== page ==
IOWA CITY – The Iowa River still has a surprisingly high percentage of its pre-settlement native fish species, a state water quality specialist told about 40 river lovers gathered here Saturday for a meeting of the Iowa River Friends.
“The number of species has declined, but about 90 percent of native fish species remain in the Iowa River,” John Olson of the Department of Natural Resources watershed monitoring and assessment section said.
Though a high percentage of native species remain, for many of them, their numbers and distribution throughout the river are shrinking, he said.
The middle section of the Iowa River, which includes Iowa City, originally had about 70 fish species, according to Olson. While six of them have since gone missing , “eight are here now that were not originally,” he said.
The six absent species, he said, are the pumpkinseed, rock bass, warmouth, brook silversides, central mudminnow and orange throat darter. The newcomers, mostly unwelcome, are the gizzard shad, freckled madtom, redear sunfish, spotted bass and four species of carp: common, grass, bighead and silver.
Olson said the Iowa River is also home to several species of unusual fish, most of which are found downstream of the Burlington Street dam in Iowa City. They include the American eel, paddlefish, blue sucker, bowfin, shovelnose sturgeon, shortnose gar and northern hog sucker.
Olson said he doubts any of the lost species will ever return to the Iowa River.
Most of them require clear water, aquatic vegetation and backwaters connected to the main channel – conditions that are increasingly rare in Iowa waters, he said.
“For the most part, eating fish from the Iowa River is OK. Subsisting on them might not be,” he said.
Because of the potential for excess levels of mercury, the DNR advises Iowans to eat no more than one meal per week of game fish – bass, walleye and northern pike – from a section of the Iowa River stretching from the dam in Iowa Falls to the upper end of Coralville Lake.
“There’s no problem with eating bottom feeders such as catfish and carp,” Olson said.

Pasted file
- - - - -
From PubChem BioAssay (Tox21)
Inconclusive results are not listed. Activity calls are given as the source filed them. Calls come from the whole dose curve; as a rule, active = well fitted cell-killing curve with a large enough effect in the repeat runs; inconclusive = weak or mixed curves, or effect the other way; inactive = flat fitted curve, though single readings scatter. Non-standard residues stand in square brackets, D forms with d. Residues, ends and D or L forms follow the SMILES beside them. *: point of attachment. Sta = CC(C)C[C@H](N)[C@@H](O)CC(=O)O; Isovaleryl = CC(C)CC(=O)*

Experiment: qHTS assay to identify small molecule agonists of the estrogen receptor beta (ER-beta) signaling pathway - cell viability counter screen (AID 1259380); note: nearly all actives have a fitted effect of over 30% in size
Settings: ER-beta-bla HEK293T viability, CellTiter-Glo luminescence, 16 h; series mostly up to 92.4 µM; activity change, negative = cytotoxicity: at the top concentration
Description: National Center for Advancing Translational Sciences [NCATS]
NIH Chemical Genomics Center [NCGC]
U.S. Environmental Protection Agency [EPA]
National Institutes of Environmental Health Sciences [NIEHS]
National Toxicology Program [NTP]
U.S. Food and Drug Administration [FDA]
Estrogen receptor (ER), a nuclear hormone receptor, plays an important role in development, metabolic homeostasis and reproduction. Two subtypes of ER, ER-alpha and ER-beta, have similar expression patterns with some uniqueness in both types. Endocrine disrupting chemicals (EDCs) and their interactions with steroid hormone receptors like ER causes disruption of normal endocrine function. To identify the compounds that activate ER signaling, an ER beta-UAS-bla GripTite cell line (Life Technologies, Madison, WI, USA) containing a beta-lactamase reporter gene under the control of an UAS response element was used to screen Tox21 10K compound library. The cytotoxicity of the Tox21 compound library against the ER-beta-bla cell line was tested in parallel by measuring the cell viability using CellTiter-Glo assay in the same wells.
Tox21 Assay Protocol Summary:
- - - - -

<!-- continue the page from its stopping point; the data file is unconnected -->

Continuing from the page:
While Olson discussed catfish, another DNR biologist, furbearer specialist Vince Evelsizer, updated meeting attendees on the state’s biggest furry cat – the mountain lion.
Since 1995, the DNR has confirmed the presence of 18 mountain lions in the state, most through actual sightings, authenticated trail camera photos and tracks, Evelsizer said.
That contrasts with “sighting reports on a weekly basis,” most of which turn out to be dogs or deer, he said.
The rumor mill, which includes doctored photos distributed on the Internet, would have some believe there is one behind every tree, Evelsizer said..
“Eighteen cats. That’s a fact, the number we have confirmed,” he said.
The DNR has been unable to confirm any of the reported mountain lion sightings in Johnson County, according to Evelsizer. One photo that circulated extensively on the Internet turned out to be a house cat, he said.
Most of the mountain lions visiting Iowa are young males in search of a mate, likely dispersing from the Black Hills of South Dakota, Evelsizer said.
Because most of the state has marginal mountain lion habitat, “it is unlikely that we will ever have a breeding population in Iowa,” he said.The Iowa River Friends was founded a year ago to promote the enjoyment, protection and improvement of the Iowa River. For more information, visit www.iowariverfriends.org